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US ADN vs Canadian LPN/RPN

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by Daisy_08 Daisy_08 (New Member) New Member

Daisy_08 has 5 years experience and works as a RN.

12,965 Visitors; 597 Posts

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This came up on another thread. First I am curious to know what the differences are in between the two types of RNs in the US. ADN and BScN i think?

Since the ADN is only two years as is our LPN/RPN program (that is based on the old diploma RN course) what are the differences?

In Canada for the last 15 or so years it is mandatory to have a BN or BScN (preferred) to be an RN. Those already working were encourage to return to school, but most were grandfathered in.

The RPN/LPN program is two years. Where theory, essay writing, ethics, patho, skills, professionalism and nursing care is all part of the curriculum.

Where I live as an RPN I cannot work in oncology and ICU unless they are short staffed, and I cannot give IV meds bellow the drip chamber. I have not run into anything else I cannot do, in my practice setting.

I have worked with a few US RNs who were only approved to work in Canada as LPN/RPNs.

So, does anyone out there know the difference in education and work?

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vintage_RN has 3 years experience.

12,433 Visitors; 690 Posts

I am a practical nursing student in Ontario, Canada and am also curious of the difference. From my knowledge, in terms of skill set there isn't anything RPNs can't do besides IV push (and this even depends on the facility). Here the difference is weather a pt has a predictable outcome...the more unstable a pt becomes the increased need to collaborate with the RN. curious to.hear the difference.

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roser13 has 17 years experience and works as a RN.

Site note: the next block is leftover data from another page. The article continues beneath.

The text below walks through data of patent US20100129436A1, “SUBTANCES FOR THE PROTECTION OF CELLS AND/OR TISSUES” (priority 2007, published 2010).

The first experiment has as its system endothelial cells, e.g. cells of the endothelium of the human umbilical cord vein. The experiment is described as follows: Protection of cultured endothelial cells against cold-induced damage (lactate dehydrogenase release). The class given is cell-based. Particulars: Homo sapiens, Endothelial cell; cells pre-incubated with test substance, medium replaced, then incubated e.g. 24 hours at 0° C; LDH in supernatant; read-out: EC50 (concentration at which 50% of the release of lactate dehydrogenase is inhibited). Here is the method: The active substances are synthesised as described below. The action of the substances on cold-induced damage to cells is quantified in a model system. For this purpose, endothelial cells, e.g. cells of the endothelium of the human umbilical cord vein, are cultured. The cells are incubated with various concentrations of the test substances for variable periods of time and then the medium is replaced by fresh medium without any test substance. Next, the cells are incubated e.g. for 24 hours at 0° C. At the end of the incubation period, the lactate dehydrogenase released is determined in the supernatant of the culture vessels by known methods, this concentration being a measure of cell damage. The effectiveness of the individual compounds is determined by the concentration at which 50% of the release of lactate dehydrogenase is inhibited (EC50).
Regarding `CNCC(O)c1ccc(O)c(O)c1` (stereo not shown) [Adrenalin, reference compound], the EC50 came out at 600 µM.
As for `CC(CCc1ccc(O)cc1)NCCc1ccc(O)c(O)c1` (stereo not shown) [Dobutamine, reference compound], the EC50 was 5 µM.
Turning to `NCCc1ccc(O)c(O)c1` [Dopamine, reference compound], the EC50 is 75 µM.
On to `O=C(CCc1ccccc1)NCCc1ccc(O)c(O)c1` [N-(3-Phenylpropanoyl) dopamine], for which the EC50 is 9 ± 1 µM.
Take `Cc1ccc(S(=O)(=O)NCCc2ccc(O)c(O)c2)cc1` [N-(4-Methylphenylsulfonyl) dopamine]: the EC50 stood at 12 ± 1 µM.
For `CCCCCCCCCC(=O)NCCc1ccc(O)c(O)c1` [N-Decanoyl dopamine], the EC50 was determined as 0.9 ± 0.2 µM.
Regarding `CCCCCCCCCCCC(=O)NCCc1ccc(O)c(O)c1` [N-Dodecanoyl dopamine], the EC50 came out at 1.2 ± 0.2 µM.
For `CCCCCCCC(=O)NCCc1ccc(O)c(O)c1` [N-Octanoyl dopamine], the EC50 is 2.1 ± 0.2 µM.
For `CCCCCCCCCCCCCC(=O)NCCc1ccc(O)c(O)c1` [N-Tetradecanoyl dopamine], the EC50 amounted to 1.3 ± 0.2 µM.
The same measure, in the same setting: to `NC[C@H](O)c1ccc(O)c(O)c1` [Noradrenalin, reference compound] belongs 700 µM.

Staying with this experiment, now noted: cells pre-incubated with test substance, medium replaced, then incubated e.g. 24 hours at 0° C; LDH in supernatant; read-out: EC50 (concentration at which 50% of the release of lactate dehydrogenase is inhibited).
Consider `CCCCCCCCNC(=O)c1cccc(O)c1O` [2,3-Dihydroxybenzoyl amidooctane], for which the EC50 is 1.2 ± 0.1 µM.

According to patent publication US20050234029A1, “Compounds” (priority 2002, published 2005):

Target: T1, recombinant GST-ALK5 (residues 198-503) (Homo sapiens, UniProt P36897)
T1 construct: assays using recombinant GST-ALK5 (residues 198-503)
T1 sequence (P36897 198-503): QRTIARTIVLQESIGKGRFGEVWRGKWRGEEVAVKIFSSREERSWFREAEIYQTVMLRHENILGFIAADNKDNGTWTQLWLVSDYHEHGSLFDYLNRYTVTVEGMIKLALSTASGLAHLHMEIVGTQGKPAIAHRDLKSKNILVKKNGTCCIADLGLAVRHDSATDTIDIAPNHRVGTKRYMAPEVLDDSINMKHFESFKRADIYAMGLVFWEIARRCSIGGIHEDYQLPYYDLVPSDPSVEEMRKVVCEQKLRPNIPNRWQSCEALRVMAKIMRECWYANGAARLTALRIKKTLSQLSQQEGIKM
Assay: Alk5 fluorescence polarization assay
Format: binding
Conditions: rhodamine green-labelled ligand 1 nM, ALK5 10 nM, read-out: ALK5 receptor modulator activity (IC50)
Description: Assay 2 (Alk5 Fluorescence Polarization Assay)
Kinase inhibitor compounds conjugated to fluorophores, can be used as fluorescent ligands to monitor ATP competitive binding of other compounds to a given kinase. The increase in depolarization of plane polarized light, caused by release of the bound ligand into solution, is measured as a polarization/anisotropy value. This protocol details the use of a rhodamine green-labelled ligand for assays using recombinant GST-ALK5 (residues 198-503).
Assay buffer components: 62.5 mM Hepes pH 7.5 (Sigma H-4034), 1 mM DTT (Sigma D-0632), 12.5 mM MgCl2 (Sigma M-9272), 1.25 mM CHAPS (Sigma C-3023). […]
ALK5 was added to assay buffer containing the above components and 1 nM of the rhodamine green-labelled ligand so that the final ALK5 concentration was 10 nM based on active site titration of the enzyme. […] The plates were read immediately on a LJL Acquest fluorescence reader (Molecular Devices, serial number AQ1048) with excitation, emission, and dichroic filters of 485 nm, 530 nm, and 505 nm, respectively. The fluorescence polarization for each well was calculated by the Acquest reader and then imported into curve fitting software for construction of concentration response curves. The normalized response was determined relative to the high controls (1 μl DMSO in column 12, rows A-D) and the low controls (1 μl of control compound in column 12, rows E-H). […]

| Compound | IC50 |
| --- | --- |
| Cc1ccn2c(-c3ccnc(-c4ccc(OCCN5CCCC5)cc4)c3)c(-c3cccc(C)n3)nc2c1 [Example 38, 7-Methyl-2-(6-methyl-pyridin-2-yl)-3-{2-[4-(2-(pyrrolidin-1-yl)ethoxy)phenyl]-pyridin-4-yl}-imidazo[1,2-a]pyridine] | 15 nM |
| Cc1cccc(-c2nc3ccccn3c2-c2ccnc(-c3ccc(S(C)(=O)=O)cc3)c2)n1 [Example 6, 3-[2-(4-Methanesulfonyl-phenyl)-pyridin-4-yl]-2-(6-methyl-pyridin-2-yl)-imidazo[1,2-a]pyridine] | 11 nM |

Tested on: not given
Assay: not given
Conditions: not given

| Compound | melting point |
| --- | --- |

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Where I live as an RPN I cannot work in oncology and ICU unless they are short staffed, and I cannot give IV meds bellow the drip.
I don't understand this statement. In the US, your license either allows you to perform a task or function, or it doesn't. Practices vary by state. However, staffing shouldn't (in my opinion) have anything to do with a nurse's scope of practice.

To your specific question, BSN and ASN RN's function in a virtually identical role. There is no distinction between the two scopes of practice in a clinical setting. Both types of graduates take the same national licensing exam. There are a couple of areas (public health comes to mind) that request or require the BSN RN. Pay scales, for the most part, are identical. I have heard of facilities that pay the BSN $0.50 more per hour, but I believe that those are rare.

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Fiona59 has 18 years experience.

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The hospital I work in has only ever permitted ER and ICU RNs to IV push. The logic being if the patient is that unstable they shouldn't be on the general wards. If a push is required on the floor prior to transfer, the ordering resident/MD pushes it.